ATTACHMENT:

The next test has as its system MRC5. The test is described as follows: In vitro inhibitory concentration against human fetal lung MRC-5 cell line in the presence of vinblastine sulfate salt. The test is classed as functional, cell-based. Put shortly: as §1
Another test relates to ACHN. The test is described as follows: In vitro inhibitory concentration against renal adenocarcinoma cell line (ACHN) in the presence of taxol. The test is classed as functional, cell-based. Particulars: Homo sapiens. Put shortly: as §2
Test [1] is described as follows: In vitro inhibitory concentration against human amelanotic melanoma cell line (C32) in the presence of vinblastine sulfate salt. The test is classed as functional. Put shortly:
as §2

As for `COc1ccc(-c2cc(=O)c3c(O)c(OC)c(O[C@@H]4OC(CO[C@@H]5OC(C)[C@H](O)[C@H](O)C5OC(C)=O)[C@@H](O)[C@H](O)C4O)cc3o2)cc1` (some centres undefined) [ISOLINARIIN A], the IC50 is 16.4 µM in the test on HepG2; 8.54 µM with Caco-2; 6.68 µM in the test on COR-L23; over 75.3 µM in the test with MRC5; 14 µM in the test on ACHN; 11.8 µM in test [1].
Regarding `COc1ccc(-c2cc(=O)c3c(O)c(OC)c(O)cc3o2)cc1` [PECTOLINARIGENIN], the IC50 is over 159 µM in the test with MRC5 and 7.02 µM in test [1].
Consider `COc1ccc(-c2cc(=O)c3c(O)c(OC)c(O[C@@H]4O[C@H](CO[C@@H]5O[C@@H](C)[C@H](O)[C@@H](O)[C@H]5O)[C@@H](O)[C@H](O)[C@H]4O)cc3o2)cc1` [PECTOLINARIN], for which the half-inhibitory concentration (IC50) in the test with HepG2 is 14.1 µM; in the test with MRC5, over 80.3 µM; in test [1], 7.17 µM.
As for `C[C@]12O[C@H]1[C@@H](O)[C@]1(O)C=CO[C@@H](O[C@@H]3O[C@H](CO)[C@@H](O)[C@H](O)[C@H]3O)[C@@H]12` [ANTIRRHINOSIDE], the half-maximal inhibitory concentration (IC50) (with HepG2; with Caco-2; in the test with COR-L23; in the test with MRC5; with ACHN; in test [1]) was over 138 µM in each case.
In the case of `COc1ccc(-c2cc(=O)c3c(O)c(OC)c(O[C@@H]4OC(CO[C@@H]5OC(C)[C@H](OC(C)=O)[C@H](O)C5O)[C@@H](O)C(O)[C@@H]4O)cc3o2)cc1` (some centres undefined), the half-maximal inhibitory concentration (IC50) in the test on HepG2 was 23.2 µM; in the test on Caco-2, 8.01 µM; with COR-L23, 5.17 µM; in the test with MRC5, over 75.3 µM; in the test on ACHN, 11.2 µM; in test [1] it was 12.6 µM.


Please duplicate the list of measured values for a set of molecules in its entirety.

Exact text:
The next test has as its system MRC5. The test is described as follows: In vitro inhibitory concentration against human fetal lung MRC-5 cell line in the presence of vinblastine sulfate salt. The test is classed as functional, cell-based. Put shortly: as §1
Another test relates to ACHN. The test is described as follows: In vitro inhibitory concentration against renal adenocarcinoma cell line (ACHN) in the presence of taxol. The test is classed as functional, cell-based. Particulars: Homo sapiens. Put shortly: as §2
Test [1] is described as follows: In vitro inhibitory concentration against human amelanotic melanoma cell line (C32) in the presence of vinblastine sulfate salt. The test is classed as functional. Put shortly:
as §2

As for `COc1ccc(-c2cc(=O)c3c(O)c(OC)c(O[C@@H]4OC(CO[C@@H]5OC(C)[C@H](O)[C@H](O)C5OC(C)=O)[C@@H](O)[C@H](O)C4O)cc3o2)cc1` (some centres undefined) [ISOLINARIIN A], the IC50 is 16.4 µM in the test on HepG2; 8.54 µM with Caco-2; 6.68 µM in the test on COR-L23; over 75.3 µM in the test with MRC5; 14 µM in the test on ACHN; 11.8 µM in test [1].
Regarding `COc1ccc(-c2cc(=O)c3c(O)c(OC)c(O)cc3o2)cc1` [PECTOLINARIGENIN], the IC50 is over 159 µM in the test with MRC5 and 7.02 µM in test [1].
Consider `COc1ccc(-c2cc(=O)c3c(O)c(OC)c(O[C@@H]4O[C@H](CO[C@@H]5O[C@@H](C)[C@H](O)[C@@H](O)[C@H]5O)[C@@H](O)[C@H](O)[C@H]4O)cc3o2)cc1` [PECTOLINARIN], for which the half-inhibitory concentration (IC50) in the test with HepG2 is 14.1 µM; in the test with MRC5, over 80.3 µM; in test [1], 7.17 µM.
As for `C[C@]12O[C@H]1[C@@H](O)[C@]1(O)C=CO[C@@H](O[C@@H]3O[C@H](CO)[C@@H](O)[C@H](O)[C@H]3O)[C@@H]12` [ANTIRRHINOSIDE], the half-maximal inhibitory concentration (IC50) (with HepG2; with Caco-2; in the test with COR-L23; in the test with MRC5; with ACHN; in test [1]) was over 138 µM in each case.
In the case of `COc1ccc(-c2cc(=O)c3c(O)c(OC)c(O[C@@H]4OC(CO[C@@H]5OC(C)[C@H](OC(C)=O)[C@H](O)C5O)[C@@H](O)C(O)[C@@H]4O)cc3o2)cc1` (some centres undefined), the half-maximal inhibitory concentration (IC50) in the test on HepG2 was 23.2 µM; in the test on Caco-2, 8.01 µM; with COR-L23, 5.17 µM; in the test with MRC5, over 75.3 µM; in the test on ACHN, 11.2 µM; in test [1] it was 12.6 µM.